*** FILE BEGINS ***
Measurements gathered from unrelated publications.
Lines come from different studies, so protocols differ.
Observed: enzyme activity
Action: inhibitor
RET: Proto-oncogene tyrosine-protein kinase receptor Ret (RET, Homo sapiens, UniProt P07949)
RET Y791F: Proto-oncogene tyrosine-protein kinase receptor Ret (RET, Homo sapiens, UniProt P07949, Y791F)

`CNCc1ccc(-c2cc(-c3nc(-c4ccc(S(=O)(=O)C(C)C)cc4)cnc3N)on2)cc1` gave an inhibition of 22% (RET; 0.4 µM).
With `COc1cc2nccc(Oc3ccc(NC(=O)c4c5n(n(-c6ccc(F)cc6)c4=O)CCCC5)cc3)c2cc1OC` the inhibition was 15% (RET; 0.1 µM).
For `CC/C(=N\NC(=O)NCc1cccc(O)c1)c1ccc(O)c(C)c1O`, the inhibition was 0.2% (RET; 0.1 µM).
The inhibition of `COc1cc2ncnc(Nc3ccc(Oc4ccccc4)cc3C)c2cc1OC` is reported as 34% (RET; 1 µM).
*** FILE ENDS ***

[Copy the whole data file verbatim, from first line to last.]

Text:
Measurements gathered from unrelated publications.
Lines come from different studies, so protocols differ.
Observed: enzyme activity
Action: inhibitor
RET: Proto-oncogene tyrosine-protein kinase receptor Ret (RET, Homo sapiens, UniProt P07949)
RET Y791F: Proto-oncogene tyrosine-protein kinase receptor Ret (RET, Homo sapiens, UniProt P07949, Y791F)

`CNCc1ccc(-c2cc(-c3nc(-c4ccc(S(=O)(=O)C(C)C)cc4)cnc3N)on2)cc1` gave an inhibition of 22% (RET; 0.4 µM).
With `COc1cc2nccc(Oc3ccc(NC(=O)c4c5n(n(-c6ccc(F)cc6)c4=O)CCCC5)cc3)c2cc1OC` the inhibition was 15% (RET; 0.1 µM).
For `CC/C(=N\NC(=O)NCc1cccc(O)c1)c1ccc(O)c(C)c1O`, the inhibition was 0.2% (RET; 0.1 µM).
The inhibition of `COc1cc2ncnc(Nc3ccc(Oc4ccccc4)cc3C)c2cc1OC` is reported as 34% (RET; 1 µM).